Throughout the Commedia, the phrase “enwhiten” (or imbiancare) emerges as an analogical phrase related to the concepts of heat, passion, the melting down of sinful desire, and the illuminating of one’s spirit. Further, each instance of imbiancare appears, directly or indirectly, with the figure of Beatrice, who as a source or proxy of divine brightness, supplies the Pilgrim with enlightenment.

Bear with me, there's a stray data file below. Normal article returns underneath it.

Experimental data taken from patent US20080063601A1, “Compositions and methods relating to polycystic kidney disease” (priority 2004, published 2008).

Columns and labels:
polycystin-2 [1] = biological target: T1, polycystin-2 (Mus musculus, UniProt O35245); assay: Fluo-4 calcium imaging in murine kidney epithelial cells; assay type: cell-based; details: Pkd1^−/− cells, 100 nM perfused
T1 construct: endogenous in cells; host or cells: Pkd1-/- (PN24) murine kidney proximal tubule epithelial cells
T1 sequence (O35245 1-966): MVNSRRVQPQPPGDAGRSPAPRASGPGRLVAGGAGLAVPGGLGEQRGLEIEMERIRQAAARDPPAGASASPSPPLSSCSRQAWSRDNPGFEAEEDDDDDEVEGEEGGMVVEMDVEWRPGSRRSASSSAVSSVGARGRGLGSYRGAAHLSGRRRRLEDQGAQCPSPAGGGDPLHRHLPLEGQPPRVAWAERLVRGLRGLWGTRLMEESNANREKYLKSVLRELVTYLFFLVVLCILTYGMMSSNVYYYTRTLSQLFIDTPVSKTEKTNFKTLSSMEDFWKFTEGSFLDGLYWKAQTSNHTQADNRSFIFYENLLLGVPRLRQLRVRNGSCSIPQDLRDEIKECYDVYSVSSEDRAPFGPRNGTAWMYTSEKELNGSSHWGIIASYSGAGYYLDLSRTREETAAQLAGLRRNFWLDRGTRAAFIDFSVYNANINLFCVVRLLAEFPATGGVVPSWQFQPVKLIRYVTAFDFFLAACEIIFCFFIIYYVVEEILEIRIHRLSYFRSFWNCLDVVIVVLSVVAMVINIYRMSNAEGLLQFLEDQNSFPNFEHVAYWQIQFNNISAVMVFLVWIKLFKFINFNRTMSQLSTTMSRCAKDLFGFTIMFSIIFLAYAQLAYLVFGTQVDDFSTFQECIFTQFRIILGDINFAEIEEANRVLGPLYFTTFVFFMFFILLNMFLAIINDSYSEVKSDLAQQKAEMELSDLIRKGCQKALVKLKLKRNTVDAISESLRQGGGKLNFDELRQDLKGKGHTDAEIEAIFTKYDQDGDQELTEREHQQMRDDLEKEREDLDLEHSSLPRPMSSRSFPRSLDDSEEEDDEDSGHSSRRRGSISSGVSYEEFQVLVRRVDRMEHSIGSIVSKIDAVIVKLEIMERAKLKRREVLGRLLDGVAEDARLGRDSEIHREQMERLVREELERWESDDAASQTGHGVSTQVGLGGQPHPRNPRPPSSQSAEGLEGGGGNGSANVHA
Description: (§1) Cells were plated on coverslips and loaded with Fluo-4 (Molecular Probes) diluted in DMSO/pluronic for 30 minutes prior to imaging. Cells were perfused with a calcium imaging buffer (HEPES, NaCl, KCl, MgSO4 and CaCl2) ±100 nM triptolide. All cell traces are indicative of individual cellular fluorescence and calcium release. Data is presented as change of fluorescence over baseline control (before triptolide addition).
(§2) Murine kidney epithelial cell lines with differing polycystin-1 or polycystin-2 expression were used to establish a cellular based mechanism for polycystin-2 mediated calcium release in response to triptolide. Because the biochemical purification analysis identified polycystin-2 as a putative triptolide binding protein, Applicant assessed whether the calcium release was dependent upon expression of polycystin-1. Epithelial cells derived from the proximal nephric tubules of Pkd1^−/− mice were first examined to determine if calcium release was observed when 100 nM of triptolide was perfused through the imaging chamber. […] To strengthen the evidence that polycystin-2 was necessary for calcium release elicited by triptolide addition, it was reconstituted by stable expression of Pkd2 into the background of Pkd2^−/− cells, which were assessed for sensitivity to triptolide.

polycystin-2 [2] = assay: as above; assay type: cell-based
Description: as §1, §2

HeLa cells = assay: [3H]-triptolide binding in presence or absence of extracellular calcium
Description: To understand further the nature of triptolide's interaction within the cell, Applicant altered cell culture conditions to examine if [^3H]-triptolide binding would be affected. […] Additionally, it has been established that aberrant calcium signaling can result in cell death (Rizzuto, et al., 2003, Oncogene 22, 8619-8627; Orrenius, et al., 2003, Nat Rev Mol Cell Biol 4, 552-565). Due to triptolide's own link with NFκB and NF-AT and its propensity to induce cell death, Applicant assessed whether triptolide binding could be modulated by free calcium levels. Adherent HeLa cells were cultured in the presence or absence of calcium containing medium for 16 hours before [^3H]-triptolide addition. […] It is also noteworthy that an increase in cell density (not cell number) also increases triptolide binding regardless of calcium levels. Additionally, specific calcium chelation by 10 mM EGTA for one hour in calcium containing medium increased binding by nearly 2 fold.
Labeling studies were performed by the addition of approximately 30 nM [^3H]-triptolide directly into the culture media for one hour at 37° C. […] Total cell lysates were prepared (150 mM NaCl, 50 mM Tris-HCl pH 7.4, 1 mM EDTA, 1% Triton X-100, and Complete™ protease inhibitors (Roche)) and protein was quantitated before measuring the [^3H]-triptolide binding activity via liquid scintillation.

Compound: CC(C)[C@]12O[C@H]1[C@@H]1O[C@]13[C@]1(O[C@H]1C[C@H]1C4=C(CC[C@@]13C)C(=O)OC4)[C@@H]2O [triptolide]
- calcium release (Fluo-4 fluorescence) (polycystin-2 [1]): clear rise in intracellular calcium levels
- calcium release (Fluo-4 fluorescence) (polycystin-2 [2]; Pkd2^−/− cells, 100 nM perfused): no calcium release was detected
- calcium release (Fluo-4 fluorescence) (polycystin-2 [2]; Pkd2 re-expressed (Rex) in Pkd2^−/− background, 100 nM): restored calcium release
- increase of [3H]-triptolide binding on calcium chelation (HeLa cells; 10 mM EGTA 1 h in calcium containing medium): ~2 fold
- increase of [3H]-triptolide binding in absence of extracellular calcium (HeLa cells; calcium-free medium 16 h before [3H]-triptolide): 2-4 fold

The word for this brightening will be examined and the effect of “blanching” exhibited throughout its appearances in the poem. To begin, a technical, grammatical analysis of this word and its various linguistic forms will be given, then a detailed commentary (using multiple translations) of the each instance of the word will be followed, and finally, a synthesis of the meanings with an offering of more analysis and discussion will be presented. It will be demonstrated that throughout the Comedy, this blanching is connected not only to the central narrative of Dante’s progressive sanctification, but also to Bice’s direct or instrumental provision of illumination for his spiritual and emotional journey, within and without of the poem.